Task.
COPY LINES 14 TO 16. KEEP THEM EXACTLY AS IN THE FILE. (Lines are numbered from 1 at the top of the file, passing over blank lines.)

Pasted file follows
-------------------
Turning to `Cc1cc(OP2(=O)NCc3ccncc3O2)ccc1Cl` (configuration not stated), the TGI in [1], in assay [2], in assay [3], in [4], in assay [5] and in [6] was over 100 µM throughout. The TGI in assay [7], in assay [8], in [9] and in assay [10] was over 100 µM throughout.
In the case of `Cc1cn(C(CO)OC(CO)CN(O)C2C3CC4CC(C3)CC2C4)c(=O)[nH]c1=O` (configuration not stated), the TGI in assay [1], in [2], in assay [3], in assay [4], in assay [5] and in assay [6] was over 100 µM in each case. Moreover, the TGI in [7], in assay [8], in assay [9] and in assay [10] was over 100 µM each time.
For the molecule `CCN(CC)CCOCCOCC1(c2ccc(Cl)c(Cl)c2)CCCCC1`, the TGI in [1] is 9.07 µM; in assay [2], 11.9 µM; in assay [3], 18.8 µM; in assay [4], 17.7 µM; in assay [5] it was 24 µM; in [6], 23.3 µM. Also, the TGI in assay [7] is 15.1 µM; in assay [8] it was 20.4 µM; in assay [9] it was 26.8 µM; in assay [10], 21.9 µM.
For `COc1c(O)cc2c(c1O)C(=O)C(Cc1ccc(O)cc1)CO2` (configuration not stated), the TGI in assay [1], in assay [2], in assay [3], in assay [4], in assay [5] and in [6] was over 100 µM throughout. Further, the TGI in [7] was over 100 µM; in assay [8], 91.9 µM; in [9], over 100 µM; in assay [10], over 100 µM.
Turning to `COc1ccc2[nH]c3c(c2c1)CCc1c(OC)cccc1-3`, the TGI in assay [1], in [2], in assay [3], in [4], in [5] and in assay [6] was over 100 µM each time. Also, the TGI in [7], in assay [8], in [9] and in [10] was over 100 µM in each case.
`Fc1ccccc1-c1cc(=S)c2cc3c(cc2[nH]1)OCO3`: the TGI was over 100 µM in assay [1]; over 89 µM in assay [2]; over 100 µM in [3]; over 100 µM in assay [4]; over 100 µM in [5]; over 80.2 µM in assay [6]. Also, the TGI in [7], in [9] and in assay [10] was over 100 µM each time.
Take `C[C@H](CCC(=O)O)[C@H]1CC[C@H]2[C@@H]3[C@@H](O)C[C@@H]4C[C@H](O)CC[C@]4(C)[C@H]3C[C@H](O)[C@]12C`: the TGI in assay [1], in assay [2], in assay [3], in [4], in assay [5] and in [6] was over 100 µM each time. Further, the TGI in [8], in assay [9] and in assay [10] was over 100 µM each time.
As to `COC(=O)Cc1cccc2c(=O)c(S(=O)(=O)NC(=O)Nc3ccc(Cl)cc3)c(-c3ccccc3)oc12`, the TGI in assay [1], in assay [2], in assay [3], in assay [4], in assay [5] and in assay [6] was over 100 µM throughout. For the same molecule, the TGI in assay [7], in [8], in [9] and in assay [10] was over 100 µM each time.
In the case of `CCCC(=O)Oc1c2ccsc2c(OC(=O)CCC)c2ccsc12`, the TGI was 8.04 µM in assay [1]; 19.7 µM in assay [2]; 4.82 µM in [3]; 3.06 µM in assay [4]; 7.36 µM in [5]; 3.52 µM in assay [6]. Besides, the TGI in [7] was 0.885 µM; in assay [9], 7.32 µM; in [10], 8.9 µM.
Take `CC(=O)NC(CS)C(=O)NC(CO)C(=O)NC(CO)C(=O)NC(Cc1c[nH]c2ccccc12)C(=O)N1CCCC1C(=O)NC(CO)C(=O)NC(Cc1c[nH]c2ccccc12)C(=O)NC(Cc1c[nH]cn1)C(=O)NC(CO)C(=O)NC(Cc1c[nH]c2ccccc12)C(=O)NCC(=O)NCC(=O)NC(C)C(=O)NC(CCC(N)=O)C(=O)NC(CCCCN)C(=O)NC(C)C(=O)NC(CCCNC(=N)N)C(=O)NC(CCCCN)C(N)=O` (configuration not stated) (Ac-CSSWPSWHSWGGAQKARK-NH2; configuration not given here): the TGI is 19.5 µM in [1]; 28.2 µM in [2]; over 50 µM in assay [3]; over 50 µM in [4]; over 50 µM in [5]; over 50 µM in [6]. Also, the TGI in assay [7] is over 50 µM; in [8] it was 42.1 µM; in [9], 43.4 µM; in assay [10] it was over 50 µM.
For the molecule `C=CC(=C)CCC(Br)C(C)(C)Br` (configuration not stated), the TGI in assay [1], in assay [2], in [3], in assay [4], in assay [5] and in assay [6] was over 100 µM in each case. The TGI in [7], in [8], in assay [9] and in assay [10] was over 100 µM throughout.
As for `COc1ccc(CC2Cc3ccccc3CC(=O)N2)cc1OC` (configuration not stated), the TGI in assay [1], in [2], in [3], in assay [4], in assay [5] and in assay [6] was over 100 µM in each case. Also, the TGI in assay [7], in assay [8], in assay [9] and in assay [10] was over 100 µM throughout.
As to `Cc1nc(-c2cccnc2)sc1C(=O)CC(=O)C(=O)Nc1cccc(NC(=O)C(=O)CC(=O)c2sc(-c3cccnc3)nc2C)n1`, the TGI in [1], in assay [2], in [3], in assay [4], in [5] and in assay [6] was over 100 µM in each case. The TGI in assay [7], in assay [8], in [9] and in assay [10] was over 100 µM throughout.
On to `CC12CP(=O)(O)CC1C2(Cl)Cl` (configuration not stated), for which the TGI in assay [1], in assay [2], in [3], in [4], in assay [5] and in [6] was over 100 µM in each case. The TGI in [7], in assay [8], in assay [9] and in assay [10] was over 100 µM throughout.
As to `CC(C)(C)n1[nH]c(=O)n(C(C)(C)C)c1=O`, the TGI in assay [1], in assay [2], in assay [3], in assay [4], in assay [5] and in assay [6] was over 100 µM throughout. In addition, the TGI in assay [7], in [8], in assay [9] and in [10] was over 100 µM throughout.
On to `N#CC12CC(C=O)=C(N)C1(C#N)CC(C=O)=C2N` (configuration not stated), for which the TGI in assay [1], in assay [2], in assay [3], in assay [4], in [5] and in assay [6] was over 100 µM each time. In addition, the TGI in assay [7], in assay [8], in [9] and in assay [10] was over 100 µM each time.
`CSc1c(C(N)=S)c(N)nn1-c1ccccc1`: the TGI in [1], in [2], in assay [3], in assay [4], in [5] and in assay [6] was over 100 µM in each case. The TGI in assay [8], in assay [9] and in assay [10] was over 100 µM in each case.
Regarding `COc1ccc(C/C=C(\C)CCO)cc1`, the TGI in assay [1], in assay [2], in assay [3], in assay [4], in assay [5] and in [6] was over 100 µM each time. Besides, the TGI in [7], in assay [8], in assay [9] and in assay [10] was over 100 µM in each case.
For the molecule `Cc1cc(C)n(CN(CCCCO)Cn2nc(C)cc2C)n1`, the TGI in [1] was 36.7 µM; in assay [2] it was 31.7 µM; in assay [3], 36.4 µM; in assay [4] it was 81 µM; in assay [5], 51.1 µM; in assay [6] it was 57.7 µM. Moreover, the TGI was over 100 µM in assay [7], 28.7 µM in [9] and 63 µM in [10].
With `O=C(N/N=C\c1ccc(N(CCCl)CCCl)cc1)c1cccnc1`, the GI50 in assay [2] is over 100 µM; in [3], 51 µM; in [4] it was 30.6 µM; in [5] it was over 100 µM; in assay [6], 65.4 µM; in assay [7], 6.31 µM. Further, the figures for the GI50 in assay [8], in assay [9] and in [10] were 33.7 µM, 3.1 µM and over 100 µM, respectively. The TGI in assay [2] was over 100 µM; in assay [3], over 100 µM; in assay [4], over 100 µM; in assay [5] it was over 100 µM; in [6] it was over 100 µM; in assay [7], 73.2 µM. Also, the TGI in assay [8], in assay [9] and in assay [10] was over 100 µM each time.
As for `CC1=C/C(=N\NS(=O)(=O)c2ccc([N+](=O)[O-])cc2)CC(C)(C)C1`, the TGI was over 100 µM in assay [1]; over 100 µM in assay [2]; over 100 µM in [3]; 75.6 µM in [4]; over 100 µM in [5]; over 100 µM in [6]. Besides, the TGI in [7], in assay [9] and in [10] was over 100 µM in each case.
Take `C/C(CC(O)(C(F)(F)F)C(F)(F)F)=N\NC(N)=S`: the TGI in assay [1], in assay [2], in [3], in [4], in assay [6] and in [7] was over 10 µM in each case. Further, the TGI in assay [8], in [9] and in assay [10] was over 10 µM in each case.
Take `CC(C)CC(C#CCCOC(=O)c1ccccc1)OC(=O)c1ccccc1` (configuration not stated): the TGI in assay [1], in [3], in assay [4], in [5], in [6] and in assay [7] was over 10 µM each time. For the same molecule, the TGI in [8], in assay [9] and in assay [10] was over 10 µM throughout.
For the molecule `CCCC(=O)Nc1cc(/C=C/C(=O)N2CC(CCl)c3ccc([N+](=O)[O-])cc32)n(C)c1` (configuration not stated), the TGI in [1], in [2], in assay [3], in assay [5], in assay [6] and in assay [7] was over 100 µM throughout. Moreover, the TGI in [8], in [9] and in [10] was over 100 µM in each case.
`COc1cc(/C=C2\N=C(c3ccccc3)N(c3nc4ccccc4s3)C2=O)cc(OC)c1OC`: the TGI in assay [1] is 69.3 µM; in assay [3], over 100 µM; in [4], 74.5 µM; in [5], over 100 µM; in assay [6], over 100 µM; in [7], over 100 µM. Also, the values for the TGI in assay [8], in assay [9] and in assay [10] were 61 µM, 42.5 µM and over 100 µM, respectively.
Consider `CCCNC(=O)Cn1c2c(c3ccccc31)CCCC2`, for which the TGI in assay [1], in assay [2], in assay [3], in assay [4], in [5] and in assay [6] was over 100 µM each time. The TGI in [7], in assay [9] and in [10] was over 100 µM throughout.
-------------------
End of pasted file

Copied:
On to `CC12CP(=O)(O)CC1C2(Cl)Cl` (configuration not stated), for which the TGI in assay [1], in assay [2], in [3], in [4], in assay [5] and in [6] was over 100 µM in each case. The TGI in [7], in assay [8], in assay [9] and in assay [10] was over 100 µM throughout.
As to `CC(C)(C)n1[nH]c(=O)n(C(C)(C)C)c1=O`, the TGI in assay [1], in assay [2], in assay [3], in assay [4], in assay [5] and in assay [6] was over 100 µM throughout. In addition, the TGI in assay [7], in [8], in assay [9] and in [10] was over 100 µM throughout.
On to `N#CC12CC(C=O)=C(N)C1(C#N)CC(C=O)=C2N` (configuration not stated), for which the TGI in assay [1], in assay [2], in assay [3], in assay [4], in [5] and in assay [6] was over 100 µM each time. In addition, the TGI in assay [7], in assay [8], in [9] and in assay [10] was over 100 µM each time.